Contents lists available at ScienceDirect
Medical Hypotheses
journa l homepag e:
The Psilocybin-Telomere Hypothesis: An empirically falsiable prediction
concerning the benecial neuropsychopharmacological eects of psilocybin
on genetic aging
Christopher B. Germann
Marie Curie Alumnus, United Kingdom
Cellular senescence
Genetic aging
Epigenetic clock
Life extension
We introduce a novel hypothesis which states that the therapeutic utilisation of psilocybin has benecial eects
on genetic aging. Ex hypothesi, we predict a priori that controlled psilocybin interventions exert quantiable
positive impact on leucocyte telomere length (telomeres are a robust predictor of mortality and multifarious
aging-related diseases). Our hypothesising follows the Popperian logic of scientic discovery, viz., bold (and
refutable) conjectures form the very foundation of scientic progress. The psilocybin-telomere hypothesis is
formalised as a logically valid deductive (syllogistic) argument and we provide substantial evidence to support
the underlying premises. Impetus for our theorising derives from a plurality of converging empirical sources
indicating that psilocybin has persistent benecial eects on various aspects of mental health (e.g., in the context
of depression, anxiety, PTSD, OCD, addiction, etc.). Additional support is based on a large corpus of studies that
establish reliable correlations between mental health and telomere attrition (improved mental health is gen-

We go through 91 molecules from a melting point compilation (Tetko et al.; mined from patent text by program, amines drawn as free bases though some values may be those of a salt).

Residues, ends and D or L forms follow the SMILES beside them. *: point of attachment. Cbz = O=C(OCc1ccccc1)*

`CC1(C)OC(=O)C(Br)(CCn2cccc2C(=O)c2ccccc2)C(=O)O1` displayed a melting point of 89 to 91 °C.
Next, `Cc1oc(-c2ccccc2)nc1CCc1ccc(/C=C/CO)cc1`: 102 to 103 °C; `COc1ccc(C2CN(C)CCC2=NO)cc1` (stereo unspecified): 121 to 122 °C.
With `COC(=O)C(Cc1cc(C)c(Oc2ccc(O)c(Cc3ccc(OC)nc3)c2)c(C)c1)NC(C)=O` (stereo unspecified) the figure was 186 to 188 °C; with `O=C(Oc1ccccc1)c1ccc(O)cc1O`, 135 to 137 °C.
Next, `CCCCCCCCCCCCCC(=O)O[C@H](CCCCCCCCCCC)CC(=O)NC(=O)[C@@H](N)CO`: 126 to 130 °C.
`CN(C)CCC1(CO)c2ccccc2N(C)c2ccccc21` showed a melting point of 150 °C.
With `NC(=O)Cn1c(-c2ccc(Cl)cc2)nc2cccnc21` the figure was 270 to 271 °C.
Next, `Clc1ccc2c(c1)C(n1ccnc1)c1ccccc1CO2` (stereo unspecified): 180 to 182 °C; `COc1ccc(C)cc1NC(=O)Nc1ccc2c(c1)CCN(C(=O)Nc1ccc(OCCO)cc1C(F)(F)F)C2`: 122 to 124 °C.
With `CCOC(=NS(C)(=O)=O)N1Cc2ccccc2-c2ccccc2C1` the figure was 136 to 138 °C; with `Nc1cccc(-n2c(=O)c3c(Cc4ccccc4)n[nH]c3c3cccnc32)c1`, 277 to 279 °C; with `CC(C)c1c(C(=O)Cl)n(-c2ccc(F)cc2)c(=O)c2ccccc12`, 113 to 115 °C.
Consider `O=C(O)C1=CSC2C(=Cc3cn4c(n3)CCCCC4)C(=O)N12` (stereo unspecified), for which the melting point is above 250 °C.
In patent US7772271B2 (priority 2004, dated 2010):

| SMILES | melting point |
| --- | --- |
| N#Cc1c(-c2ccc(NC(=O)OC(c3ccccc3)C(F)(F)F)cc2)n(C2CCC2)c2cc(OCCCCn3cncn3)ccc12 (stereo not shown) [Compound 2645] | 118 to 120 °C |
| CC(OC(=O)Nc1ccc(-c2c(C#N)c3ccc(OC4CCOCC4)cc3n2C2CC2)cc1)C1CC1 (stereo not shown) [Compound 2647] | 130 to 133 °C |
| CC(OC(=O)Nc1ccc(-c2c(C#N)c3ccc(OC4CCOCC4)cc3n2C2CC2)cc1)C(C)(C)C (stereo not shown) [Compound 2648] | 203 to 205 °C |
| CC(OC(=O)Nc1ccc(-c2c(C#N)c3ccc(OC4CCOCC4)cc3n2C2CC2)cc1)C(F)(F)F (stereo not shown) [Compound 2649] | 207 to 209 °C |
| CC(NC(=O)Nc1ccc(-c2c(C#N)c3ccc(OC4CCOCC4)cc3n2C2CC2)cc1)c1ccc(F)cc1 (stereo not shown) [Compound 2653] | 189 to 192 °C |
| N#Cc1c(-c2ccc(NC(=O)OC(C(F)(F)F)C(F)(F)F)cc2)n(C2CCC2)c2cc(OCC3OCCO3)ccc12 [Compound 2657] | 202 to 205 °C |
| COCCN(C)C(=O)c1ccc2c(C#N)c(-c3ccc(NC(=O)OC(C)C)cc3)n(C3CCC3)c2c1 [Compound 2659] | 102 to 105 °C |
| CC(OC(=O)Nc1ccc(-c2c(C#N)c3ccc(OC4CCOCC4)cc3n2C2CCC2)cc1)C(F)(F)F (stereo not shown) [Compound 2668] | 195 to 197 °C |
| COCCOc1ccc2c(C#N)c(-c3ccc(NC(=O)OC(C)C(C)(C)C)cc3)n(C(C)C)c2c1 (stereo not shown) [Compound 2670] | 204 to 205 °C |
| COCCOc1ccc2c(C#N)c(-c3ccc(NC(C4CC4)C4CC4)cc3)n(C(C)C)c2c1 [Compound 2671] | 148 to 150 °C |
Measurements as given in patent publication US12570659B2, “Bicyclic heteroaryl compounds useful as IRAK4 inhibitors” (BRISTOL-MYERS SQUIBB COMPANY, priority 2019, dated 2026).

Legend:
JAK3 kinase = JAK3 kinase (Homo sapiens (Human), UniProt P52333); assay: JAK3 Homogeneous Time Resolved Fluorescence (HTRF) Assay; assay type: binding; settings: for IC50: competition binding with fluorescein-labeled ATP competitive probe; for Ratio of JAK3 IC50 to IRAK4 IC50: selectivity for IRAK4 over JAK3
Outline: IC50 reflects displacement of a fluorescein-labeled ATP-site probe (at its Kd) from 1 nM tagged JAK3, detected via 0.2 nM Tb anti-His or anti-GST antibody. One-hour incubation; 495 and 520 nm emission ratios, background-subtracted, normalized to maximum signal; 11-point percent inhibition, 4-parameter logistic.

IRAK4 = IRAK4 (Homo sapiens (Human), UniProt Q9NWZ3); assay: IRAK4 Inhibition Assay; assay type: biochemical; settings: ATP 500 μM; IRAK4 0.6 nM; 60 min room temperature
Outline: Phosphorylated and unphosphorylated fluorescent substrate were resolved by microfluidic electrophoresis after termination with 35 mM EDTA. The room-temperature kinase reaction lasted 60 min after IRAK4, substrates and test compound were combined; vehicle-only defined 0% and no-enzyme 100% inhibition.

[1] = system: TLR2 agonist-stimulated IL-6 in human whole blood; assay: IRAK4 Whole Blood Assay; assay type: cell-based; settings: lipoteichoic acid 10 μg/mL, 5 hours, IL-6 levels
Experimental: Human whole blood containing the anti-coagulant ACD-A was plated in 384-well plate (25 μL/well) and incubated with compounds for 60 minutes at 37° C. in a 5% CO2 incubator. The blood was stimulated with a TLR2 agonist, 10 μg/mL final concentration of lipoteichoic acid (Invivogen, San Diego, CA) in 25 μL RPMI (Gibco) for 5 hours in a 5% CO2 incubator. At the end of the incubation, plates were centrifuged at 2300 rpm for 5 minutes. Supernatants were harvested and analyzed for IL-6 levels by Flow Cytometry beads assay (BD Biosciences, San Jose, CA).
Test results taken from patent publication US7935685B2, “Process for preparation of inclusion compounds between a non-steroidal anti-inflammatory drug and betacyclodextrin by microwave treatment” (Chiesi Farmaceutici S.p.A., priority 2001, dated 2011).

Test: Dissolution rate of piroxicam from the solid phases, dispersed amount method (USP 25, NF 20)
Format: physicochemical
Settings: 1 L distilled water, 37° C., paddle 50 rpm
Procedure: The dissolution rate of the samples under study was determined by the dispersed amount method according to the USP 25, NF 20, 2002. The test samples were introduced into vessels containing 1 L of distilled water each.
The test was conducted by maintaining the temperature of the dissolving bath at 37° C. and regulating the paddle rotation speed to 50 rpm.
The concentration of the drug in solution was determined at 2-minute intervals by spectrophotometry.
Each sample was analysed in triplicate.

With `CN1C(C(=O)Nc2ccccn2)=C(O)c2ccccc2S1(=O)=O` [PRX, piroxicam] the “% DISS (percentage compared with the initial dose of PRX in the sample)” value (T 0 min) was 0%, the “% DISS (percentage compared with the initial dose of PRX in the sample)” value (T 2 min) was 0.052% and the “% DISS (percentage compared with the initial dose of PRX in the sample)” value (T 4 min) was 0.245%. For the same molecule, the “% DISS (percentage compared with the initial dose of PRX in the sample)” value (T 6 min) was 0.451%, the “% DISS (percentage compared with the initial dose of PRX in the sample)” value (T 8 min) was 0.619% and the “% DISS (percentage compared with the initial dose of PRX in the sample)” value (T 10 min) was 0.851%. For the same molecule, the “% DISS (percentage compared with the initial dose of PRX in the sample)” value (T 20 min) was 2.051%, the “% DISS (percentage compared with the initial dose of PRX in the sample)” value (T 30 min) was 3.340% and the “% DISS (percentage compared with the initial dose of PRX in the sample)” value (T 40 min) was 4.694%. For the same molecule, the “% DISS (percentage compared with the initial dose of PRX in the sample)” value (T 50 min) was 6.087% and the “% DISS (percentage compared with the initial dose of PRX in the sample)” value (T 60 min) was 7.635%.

erally correlated with longer telomeres). Another pertinent component of our argument is based on recent
studies which demonstrate that meditative states of consciousness provide benecial eects on genetic aging.
Similarly, psilocybin can induce states of consciousness that are neurophysiologically and phenomenologically
signicantly congruent with meditative states. Furthermore, prior research has demonstrated that a single dose
of psilocybin can occasion life-changing transformative experiences ( 70% of healthy volunteers rate their
experience with psilocybin amongst the ve personally most meaningful lifetime events, viz., ranked next to
giving birth to a child or losing a loved one). We postulate that these profound psychological events leave
quantiable marks at the molecular genetic/epigenetic level. Given the ubiquitous availability and cost eec-
tiveness of telomere length assays, we suggest that quantitative telomere analysis should be regularly included in
future psilocybin studies as an adjunctive biological marker (i.e., to facilitate scientic consilience via metho-
dological triangulation). In order to substantiate the psilocybin-telomere hypothesis potential neuropsycho-
pharmacological, endocrinological, and genetic mechanisms of action are discussed (e.g., HPA-axis reactivity,
hippocampal neurogenesis, neurotropic growth factors such as BDNF, 5-HT
receptor agonism, neuroplasticity/
synaptoplasticity, brain-wide alterations in neuronal functional connectivity density, involvement of the SLC6A4
serotonin transporter gene, inter alia). The proposed research agenda is thus intrinsically highly interdisciplinary,
and it has deep ramications from a philosophy of science perspective as it connects the epistemic level (qua-
litative experiential phenomenology) with the ontic level (quantitative molecular genetics) of analysis. In the
long term, multidisciplinary and innovative investigations of the psilocybin-telomere hypothesis could con-
tribute to the improvement of senotherapeutic psychological interventions and the identication of novel ger-
oprotective and neuroprotective/restorative pharmaceutical targets to decelerate genetic aging and improve
well-being and quality of life during the aging process.
A plethora of genetic and geroscience studies indicate that telomere
length is a reliable biomarker of cellular aging [1,2], i.e., telomeres are